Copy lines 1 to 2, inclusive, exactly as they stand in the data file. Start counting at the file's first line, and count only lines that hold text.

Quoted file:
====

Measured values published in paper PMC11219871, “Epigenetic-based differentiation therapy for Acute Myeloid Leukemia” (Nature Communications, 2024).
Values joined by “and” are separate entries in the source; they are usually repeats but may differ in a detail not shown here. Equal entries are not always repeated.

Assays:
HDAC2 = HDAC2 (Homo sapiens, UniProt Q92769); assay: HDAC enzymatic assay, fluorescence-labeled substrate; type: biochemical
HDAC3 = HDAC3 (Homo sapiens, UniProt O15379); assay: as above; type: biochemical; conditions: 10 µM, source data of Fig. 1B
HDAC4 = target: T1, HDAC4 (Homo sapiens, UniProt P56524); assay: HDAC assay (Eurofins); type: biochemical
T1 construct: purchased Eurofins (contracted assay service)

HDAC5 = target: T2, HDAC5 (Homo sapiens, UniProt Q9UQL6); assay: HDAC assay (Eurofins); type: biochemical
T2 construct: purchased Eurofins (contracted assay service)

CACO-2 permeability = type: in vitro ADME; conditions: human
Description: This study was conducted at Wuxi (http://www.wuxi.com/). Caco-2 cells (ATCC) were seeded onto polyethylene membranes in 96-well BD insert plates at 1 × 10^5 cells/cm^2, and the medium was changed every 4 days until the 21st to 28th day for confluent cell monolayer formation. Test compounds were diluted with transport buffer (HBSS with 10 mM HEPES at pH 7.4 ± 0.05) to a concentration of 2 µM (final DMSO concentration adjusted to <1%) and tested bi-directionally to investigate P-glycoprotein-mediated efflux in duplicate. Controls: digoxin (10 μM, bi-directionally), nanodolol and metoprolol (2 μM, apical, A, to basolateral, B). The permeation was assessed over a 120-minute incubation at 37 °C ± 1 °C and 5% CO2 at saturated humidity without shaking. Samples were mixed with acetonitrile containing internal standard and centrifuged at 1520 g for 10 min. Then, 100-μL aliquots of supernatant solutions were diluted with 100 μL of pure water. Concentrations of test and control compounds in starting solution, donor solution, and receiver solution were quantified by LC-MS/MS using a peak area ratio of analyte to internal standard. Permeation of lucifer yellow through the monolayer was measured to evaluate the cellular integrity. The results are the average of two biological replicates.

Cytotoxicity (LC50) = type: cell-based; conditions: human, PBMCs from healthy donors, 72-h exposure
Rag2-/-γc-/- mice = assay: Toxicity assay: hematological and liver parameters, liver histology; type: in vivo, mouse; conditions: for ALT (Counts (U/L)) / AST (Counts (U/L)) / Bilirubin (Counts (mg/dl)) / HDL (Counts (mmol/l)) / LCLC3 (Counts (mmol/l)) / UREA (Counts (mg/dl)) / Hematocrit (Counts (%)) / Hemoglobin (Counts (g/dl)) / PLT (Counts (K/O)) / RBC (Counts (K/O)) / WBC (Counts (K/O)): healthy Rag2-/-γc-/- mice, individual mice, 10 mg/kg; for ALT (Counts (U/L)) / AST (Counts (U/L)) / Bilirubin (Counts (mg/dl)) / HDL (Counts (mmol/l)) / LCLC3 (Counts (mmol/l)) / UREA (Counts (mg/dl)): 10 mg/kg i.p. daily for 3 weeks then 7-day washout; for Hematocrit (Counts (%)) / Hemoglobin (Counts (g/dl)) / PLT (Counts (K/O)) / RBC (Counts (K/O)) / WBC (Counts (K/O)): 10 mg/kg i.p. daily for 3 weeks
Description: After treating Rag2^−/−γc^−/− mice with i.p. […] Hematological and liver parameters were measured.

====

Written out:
Measured values published in paper PMC11219871, “Epigenetic-based differentiation therapy for Acute Myeloid Leukemia” (Nature Communications, 2024).
Values joined by “and” are separate entries in the source; they are usually repeats but may differ in a detail not shown here. Equal entries are not always repeated.